An Intersectional Analysis of the Female Postsecondary Advantage: Gender, race, and College Selectivity


Gokhan Savas

Date of Award


Degree Type


Degree Name

Doctor of Philosophy (PhD)




Amy Lutz


college enrollment, female advantage, gender and race in education, higher education

Subject Categories

Higher Education | Sociology


This dissertation utilizes nationally representative data from the Education Longitudinal Study of 2002 (ELS:2002) to investigate two sets of research questions: 1) Among those who have completed high school or received a GED, to what extent do school behaviors, attitudes toward school/teacher and parental involvement impact gender and racial/ethnic differences in precollege achievement?; 2) Among those who have completed high school or received a GED, to what extent are gender and racial/ethnic differences explained by students' pre-college academic achievement, educational and parental expectations net of socio-economic background, family structure and high school characteristics?

Two theoretical perspectives are used: gender role theory and oppositional culture. The results suggest that gender role theory partially explains why females who have completed high school have higher precollege achievement especially high school GPA. It finds that females are better classroom citizens and have more positive school values compared to males. They also have higher educational and parental expectations. Regardless of race/ethnicity, among those who complete high school or the equivalent, females outperform males in high school GPA.

The results suggest that oppositional culture does not account for racial/ethnic differences in precollege achievement or college enrollment especially because black students who complete high school do not have lower educational expectations. Also, racial/ethnic differences in school behaviors and attitudes do not explain why black and Hispanic students have lower academic achievement in this population.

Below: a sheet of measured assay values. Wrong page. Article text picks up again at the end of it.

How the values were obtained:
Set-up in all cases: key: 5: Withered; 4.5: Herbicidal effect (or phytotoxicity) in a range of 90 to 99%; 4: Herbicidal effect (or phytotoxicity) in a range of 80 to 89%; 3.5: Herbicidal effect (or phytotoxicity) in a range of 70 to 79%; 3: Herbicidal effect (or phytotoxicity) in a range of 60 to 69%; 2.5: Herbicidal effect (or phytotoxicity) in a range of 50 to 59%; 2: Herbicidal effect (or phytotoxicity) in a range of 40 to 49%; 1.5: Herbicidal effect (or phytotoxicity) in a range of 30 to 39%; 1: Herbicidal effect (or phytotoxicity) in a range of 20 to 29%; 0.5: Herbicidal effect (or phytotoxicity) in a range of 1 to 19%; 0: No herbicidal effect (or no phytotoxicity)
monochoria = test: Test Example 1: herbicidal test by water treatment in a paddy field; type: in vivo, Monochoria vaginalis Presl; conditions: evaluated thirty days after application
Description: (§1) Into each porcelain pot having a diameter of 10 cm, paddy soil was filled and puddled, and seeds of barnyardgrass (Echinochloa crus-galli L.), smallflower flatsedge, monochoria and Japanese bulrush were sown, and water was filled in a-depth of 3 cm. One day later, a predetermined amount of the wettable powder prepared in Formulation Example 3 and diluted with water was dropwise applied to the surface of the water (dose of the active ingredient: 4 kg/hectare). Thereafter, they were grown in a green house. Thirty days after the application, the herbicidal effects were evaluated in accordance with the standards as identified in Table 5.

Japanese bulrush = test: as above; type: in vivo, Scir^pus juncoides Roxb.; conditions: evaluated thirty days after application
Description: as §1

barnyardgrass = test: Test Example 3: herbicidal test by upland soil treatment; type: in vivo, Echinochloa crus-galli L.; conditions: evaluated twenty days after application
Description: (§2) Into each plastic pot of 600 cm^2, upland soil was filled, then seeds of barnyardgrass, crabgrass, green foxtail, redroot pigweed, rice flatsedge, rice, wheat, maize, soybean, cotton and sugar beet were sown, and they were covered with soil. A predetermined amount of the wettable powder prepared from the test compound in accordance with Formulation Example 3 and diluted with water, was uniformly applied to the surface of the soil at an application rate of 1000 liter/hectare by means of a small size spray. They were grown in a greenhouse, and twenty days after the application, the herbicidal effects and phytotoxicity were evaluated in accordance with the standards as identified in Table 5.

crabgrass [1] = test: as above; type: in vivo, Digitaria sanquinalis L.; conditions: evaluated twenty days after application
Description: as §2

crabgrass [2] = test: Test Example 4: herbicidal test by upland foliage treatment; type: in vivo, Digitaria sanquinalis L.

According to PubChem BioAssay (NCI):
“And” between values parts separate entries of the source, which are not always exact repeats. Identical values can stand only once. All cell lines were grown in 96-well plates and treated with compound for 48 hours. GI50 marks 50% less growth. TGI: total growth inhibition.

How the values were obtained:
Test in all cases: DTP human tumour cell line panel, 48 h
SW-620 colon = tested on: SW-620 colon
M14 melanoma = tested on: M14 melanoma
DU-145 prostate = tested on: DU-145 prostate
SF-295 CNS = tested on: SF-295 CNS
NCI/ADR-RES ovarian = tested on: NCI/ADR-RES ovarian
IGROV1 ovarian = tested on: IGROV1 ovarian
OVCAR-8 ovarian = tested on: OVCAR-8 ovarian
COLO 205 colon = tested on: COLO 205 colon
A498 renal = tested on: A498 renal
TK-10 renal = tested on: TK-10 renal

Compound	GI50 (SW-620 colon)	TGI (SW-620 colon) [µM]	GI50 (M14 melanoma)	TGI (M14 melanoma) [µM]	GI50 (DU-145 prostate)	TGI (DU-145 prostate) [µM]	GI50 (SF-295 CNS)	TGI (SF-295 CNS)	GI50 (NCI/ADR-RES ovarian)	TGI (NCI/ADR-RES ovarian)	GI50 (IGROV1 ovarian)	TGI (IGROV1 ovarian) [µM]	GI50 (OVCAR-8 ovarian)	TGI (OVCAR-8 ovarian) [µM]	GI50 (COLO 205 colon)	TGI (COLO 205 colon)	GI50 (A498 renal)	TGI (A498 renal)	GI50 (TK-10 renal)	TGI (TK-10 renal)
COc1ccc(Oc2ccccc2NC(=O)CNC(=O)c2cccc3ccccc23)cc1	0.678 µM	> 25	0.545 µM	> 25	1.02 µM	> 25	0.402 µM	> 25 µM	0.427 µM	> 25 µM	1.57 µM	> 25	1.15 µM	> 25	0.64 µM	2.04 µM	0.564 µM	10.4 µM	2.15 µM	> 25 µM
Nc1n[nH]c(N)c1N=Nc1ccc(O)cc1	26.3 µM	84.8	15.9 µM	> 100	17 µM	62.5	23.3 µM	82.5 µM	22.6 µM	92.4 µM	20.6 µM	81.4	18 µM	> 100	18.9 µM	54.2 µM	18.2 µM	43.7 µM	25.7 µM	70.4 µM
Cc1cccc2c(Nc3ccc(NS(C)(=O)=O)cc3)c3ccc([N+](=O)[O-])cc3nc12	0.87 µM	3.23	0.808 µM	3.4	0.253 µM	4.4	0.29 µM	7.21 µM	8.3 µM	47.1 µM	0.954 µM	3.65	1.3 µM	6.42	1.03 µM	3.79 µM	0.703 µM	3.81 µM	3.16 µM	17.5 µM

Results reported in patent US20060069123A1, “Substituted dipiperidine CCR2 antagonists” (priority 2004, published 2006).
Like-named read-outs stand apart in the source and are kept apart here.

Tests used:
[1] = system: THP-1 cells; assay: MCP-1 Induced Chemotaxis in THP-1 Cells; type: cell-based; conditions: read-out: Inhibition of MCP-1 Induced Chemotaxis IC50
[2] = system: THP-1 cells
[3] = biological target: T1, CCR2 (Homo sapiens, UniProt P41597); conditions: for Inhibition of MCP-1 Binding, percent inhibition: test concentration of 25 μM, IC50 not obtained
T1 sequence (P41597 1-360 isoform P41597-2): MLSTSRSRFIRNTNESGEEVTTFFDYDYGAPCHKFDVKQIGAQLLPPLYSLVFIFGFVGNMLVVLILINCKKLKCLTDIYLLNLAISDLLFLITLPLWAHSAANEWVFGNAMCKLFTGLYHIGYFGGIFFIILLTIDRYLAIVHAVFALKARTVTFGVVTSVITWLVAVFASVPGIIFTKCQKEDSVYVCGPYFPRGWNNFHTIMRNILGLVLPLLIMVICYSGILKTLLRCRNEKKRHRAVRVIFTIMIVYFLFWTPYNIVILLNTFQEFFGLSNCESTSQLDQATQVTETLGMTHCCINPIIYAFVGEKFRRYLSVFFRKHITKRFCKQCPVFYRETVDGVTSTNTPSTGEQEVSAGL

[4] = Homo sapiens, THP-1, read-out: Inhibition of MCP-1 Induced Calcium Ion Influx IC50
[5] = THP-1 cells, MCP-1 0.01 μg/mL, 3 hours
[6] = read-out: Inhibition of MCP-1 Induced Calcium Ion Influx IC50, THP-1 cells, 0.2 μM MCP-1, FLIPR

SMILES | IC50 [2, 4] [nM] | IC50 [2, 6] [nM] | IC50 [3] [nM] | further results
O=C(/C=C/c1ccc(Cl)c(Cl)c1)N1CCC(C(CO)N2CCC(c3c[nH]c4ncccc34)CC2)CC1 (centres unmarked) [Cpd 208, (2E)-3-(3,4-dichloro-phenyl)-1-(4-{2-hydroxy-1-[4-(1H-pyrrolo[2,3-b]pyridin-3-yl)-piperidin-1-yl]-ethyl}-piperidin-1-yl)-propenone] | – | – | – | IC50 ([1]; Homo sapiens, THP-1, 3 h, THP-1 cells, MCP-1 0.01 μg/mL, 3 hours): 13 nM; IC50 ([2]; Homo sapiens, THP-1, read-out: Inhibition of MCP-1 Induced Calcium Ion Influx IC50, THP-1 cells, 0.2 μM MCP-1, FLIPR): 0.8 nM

In terms of race/ethnicity in precollege achievement, among those who have completed high school, white students have great advantages over both black and Hispanic students. The study largely supports structural explanations related to SES and high school characteristics.

In terms of college enrollment, high school GPA is the most important factor. Among those who have completed high school, females have a great advantage over males in overall college enrollment and the female advantage also exists within each racial/ethnic group. However, the advantage of females in both selective and nonselective 4-year colleges is explained by gender differences in high school GPA. Among high school graduates, once males are similar to females in terms of high school GPA, these two groups are not different in 4-year college enrollment. For racial/ethnic differences in college enrollment, the study finds that black and Hispanic students have the lowest rate of college enrollment, and they are less likely to go to any college compared to their white peers. However, there is a net black/Hispanic advantage in overall college enrollment, suggesting that when black, Hispanic, and white students have completed high school and have similar socioeconomic background and precollege achievement, black and Hispanic students are more likely than are white students to go to any colleges and especially selective colleges. As was the case for pre-college achievement, the results largely support structural explanations when it comes to racial/ethnic differences in college enrollment.


Open Access